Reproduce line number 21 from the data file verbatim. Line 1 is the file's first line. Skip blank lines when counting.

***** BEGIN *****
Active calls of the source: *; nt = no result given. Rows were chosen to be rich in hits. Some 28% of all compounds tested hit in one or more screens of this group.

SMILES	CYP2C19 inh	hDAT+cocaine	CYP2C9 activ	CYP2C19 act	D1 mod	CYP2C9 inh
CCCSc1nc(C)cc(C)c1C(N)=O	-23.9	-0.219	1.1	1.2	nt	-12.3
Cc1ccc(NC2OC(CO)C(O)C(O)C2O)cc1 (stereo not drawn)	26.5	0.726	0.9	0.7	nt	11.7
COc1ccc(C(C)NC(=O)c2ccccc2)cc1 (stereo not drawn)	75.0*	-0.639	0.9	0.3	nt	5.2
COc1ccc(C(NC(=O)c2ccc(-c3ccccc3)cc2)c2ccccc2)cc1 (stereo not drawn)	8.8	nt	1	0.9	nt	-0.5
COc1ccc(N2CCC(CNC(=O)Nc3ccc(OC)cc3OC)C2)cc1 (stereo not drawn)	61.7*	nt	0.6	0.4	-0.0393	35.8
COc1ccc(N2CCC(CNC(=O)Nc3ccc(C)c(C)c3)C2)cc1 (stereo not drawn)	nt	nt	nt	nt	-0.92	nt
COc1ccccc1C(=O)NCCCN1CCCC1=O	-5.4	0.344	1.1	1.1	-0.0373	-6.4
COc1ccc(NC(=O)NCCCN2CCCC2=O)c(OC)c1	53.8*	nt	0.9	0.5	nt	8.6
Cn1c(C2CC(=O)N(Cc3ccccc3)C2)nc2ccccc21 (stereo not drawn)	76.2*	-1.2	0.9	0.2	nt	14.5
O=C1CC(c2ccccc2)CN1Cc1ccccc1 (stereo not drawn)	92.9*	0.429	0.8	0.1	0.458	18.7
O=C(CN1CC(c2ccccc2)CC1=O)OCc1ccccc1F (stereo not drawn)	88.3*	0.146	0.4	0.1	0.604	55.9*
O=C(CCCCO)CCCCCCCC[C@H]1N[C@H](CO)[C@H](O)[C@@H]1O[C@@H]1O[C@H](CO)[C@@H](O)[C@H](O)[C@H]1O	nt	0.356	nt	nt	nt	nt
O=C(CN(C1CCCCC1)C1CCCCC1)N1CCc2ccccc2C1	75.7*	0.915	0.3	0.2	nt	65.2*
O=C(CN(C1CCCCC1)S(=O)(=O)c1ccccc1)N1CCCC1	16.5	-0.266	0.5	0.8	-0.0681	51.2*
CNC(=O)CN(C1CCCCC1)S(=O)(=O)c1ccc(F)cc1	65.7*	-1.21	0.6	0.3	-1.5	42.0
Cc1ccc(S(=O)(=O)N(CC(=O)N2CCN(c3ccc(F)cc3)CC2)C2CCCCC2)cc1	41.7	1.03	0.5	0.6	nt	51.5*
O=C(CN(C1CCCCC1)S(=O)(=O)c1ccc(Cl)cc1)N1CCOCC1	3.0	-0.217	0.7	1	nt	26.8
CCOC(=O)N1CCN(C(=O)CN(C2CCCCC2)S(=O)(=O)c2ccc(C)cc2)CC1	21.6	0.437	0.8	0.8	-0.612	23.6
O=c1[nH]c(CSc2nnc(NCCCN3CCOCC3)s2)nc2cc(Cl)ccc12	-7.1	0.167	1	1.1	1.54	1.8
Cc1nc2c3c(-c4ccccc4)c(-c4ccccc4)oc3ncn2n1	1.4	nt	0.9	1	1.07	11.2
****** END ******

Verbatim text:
O=c1[nH]c(CSc2nnc(NCCCN3CCOCC3)s2)nc2cc(Cl)ccc12	-7.1	0.167	1	1.1	1.54	1.8